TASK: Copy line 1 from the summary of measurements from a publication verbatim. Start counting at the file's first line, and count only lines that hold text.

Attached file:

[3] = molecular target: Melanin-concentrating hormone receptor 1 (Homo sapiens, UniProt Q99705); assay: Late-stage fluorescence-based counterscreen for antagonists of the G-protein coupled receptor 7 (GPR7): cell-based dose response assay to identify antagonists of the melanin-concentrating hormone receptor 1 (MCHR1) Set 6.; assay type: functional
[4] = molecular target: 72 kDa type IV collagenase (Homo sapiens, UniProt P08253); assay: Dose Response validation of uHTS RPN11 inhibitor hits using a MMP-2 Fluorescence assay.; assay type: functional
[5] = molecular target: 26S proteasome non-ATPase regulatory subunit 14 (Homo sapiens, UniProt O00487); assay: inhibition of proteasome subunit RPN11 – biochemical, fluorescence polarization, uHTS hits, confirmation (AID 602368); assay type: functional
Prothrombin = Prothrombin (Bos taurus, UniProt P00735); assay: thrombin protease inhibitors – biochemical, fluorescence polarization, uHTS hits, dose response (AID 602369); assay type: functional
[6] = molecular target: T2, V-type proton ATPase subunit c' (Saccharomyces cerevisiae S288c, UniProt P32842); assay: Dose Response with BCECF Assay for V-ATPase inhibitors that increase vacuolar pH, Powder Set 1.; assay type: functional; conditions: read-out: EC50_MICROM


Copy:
[3] = molecular target: Melanin-concentrating hormone receptor 1 (Homo sapiens, UniProt Q99705); assay: Late-stage fluorescence-based counterscreen for antagonists of the G-protein coupled receptor 7 (GPR7): cell-based dose response assay to identify antagonists of the melanin-concentrating hormone receptor 1 (MCHR1) Set 6.; assay type: functional